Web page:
Gilead announced that it has struck a deal to buy Forty Seven for $4.9 billion. Forty Seven, a biotechnology company, was created in 2015 to build on evidence of the role of CD47 in immune evasion that Ludwig Stanford’s Irv Weissman and his colleagues generated.
To design more broadly effective immunotherapies, researchers have been looking for additional immune cell types beyond T cells to mobilize against cancer. In a new Nature study, Ludwig MSK’s Taha Merghoub and his MSK colleague Vinod Balachandran report the discovery of just such a candidate: Group 2 innate lymphoid cells (ILC2s).
Ludwig Lausanne’s Ping-Chih Ho and colleagues have identified a mechanism by which regulatory T cells adapt their metabolism to thrive in the harsh microenvironment of the tumor. They report in Nature Immunology that the mechanism is exclusively engaged by regulatory T cells (Tregs) that reside in tumors and that its disruption boosts the effects of cancer immunotherapy in a mouse model of melanoma.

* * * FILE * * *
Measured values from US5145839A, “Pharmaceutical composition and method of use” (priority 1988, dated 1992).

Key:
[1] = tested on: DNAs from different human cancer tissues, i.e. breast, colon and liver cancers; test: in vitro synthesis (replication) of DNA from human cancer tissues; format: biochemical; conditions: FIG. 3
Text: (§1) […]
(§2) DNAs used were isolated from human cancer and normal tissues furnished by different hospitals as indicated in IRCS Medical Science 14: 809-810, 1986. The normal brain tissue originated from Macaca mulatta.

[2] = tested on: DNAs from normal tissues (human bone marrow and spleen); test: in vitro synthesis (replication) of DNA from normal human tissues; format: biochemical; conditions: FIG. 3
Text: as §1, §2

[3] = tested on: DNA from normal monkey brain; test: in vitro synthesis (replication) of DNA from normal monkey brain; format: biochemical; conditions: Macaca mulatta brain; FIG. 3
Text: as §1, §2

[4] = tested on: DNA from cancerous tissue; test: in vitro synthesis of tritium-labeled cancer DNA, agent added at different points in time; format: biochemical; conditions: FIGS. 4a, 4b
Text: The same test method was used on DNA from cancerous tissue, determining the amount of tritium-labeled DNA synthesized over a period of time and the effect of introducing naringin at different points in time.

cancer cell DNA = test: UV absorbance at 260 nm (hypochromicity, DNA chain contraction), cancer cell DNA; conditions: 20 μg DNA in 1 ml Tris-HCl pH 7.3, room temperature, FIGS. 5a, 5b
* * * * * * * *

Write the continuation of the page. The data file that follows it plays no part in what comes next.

Michel Detheux co-founded iTeos Therapeutics, a clinical stage biopharmaceutical company focused on developing cancer immunotherapy treatments, in 2012 with Ludwig’s Benoit Van den Eynde. During this interview, Detheux discusses, among other things, iTeos’ partnership with Ludwig and how the research Ludwig funded became the foundation of iTeos.
A Ludwig Cancer Research study has devised a new type of chimeric antigen-receptor (CAR) T cell that can be switched on and off on demand. The study, led by Melita Irving of the Lausanne Branch of the Ludwig Institute for Cancer Research, George Coukos, director of the Branch, and their colleague Bruno Correia of the École Polytechnique Fédérale de Lausanne (EPFL), addresses a central conundrum of CAR-T therapies: their tendency to provoke potentially deadly runaway immune responses against healthy tissues in patients.
Vaccitech Oncology Limited (VOLT), a strategic collaboration of the Ludwig Institute for Cancer Research and the biotech Vaccitech, has entered into a clinical partnership with Cancer Research UK to develop VOLT’s VTP-600 immunotherapy as a treatment option for patients with non-small cell lung cancer (NSCLC).